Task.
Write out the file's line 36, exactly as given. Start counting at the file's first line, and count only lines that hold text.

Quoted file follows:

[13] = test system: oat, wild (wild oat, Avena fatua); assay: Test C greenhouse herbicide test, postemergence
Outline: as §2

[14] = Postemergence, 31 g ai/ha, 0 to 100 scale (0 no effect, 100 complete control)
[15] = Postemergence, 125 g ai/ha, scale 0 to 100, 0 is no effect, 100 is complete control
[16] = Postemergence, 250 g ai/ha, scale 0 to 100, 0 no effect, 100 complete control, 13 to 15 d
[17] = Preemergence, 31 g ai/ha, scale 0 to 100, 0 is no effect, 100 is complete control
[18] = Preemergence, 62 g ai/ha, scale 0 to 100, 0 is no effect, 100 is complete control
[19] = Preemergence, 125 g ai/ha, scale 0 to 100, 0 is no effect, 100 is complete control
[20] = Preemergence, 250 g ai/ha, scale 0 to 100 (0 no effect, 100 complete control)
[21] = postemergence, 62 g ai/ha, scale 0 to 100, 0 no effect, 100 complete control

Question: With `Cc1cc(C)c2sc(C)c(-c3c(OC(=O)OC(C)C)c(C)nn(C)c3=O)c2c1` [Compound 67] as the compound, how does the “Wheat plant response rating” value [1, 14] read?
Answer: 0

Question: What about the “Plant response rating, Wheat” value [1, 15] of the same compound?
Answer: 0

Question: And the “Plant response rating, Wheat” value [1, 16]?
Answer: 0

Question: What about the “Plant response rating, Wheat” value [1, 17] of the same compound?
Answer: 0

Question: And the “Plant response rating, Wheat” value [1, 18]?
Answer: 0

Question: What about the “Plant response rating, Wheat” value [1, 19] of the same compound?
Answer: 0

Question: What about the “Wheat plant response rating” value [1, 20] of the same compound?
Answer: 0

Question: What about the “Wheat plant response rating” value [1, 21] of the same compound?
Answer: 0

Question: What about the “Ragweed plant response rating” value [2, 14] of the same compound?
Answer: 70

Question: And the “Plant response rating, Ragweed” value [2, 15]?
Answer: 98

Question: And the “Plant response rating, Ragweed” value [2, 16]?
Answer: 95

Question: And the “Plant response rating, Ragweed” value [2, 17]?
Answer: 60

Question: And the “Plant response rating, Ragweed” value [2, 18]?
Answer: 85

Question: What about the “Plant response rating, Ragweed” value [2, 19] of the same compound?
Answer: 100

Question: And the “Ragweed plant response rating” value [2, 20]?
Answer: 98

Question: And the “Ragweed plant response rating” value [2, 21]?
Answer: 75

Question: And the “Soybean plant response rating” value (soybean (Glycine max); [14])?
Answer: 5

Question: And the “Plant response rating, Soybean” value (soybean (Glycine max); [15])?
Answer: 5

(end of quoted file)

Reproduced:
Answer: 85